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Font Problem - AMS alternatives

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  • Font Problem - AMS alternatives

    Since I can not seem to fix my font problem when users have increased their windows DPI settings to 125% or 150% when using a 4K monitor, can someone recommend a program similar to AMS? Here is my original problem with the font being to big for users with increased DPI settings.

    https://forums.indigorose.com/forum/...r-150-selected

  • #2
    Visual studio 2017 is better than AMS but harder

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    • #3
      Look into Visual Basic 6. It's 'old' but produces very small, highly-secure executables. And does not require the .NET Framework dependencies of Visual Studio. It's also a lot simpler than any of the Visual .NET languages. Anyone with a decent grounding in Lua can pick up Visual Basic 6 quite quickly.

      If you're willing to 'trust' downloading an unsigned exe file, I've zipped and attached the very first thing I ever made with Visual Basic 6. It's just a simple little executable designed to autorun from the root of one's USB thumb drive. But it'll give you a fairly good idea of just what sort of 'rich' and 'dynamic' stuff you can actually make with Visual Basic 6, despite its age.

      Below are some hash-strings for both the zipfile & executable contained within (in case you want to take a look but are concerned about downloading an 'unsigned' binary).

      Code:
      Name: USB eMail Home.zip
      Size: 737041 bytes (719 KiB)
      CRC32: FBE49BFB
      CRC64: 8144910A8DE1E4FF
      SHA256: A3BC9404754F1E441AC132152E6ED54B91C91CEB3C51C8DE7F9A7D7E1FEF8A9E
      SHA1: 4F4EC551D2C1DA083E425FE52A4C9373D252DBAD
      BLAKE2sp: 034768643058ADBCDD80A58DF41BCBB44D1C454E84196A3093A96B315BAE1227
      
      Name: USB eMail Home.exe
      Size: 1130496 bytes (1104 KiB)
      CRC32: 32EEB241
      CRC64: 138424DEE51653D3
      SHA256: 142E11B1036FF51C92669EC68773F122416CD999A361DA67BC6A2E4090CFFC42
      SHA1: 98981CFDA977B747C8D0E71699E6E8FF7F1B25A6
      BLAKE2sp: 593DC926F324824770971C9CE9887F627076CECDD5CE7D66B56B493DE0EBF354
      Other than that, my recommendation would be to look into PureBasic. IP codes in PureBasic for some of his stuff and he endorses it (so 'nuff said, right?). But be warned, the learning curve with PureBasic is quite steep. I struggle with it myself and find it quite 'intimidating'.
      Attached Files

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      • #4
        C# is also a pretty solid language these days with a lot of constructs aimed at developing scalable software; you could then choose to use .NET Core instead of .NET Framework when creating a project and use a nice package for graphical interfaces. .NET Core is supported on all major operating systems, not just Windows. Visual Studio 2017 (and soon 2019) are extremely useful IDE's for any supported language - when combined with ReSharper (which includes support for C++, one of my favorite languages) is unbeatable in my opinion.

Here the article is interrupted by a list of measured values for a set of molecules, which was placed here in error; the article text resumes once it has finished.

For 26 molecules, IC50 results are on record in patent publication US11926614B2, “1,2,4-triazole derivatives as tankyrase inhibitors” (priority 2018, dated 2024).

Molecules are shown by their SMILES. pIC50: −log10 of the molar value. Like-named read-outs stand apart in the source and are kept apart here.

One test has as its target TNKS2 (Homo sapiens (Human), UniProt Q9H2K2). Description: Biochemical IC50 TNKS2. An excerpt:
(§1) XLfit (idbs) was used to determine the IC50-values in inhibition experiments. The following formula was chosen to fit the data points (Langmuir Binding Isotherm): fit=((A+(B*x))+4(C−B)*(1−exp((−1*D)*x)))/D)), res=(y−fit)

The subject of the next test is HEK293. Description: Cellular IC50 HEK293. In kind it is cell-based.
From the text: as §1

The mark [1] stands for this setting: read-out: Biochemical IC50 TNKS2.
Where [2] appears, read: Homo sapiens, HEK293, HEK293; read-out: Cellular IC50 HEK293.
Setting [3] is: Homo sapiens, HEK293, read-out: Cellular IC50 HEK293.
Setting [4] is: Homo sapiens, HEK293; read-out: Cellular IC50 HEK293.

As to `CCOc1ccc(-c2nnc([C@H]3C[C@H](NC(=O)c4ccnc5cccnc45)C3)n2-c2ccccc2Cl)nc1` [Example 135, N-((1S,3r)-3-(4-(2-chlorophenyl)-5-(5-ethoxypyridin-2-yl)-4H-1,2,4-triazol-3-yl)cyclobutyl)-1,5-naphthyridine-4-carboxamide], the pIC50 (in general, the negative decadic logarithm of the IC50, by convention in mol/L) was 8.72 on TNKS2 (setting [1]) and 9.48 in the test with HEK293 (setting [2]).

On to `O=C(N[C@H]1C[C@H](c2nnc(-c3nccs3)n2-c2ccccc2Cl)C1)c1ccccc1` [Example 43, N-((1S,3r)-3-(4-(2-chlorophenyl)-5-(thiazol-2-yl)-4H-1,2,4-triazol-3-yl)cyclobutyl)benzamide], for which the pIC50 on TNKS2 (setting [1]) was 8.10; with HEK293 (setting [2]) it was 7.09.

I see why Bio would suggest Visual Basic 6, but I must add that the .NET dependency is not a hog anymore. C#'s compiler for example produces highly efficient binaries, they aren't too big and is probably more future proof considering it's a language you can use on any platform (including mobile, but WebAssembly as well soon). VB.Net or C# can also serve as RAPID development tool, however the learning curve for C# might be steeper than for VB6 or VB.Net. I'm afraid that Microsoft will slowly step away from VisualBasic though, as they seem to focus heavily on C# and their MSVCC (C++) compiler these days.

        Aside from that, PureBasic is another nice suggestion. PureBasic is a Basic language originally inspired by QBasic I believe, but is far from Basic these days. It's a very understandable procedural language with support for object oriented programming if you really want to. The reason why I suggest C# first (and I would even suggest C++ or perhaps even VB first) is that PureBasic is not natively object oriented and (in my estimation) not very future proof. It does come with an absolute massive framework of functionality for pretty much anything. It has direct interfacing with the OS API (Windows, Linux or MacOS), libraries for anything from GUI, Image manipulation, 3D rendering, networking (server/client) and so forth.

        I also agree with BioHazard that the learning curve for PureBasic might be a brick wall you have to punch through, however once you get the hang of it it's a pretty good package (and cheap).

        I myself focus more on C++, C#, C and Lua these days. Nonetheless, PureBasic is still my RAPID tool of choice. I'm working on something in my favorite languages that will expose one of my favorite languages, and I need these languages to do so.

        Anyhow, in my honest opinion (and with respect to the IR team) I truly believe that AMS is dead. I think if people want to keep developing nice tools and software, they should quickly decide where to go next. One day, the knowledge of AMS will become outdated and obsolete - but the experience will help you move on; I suggest people start looking around.
        Bas Groothedde
        Imagine Programming :: Blog

        AMS8 Plugins
        IMXLH Compiler

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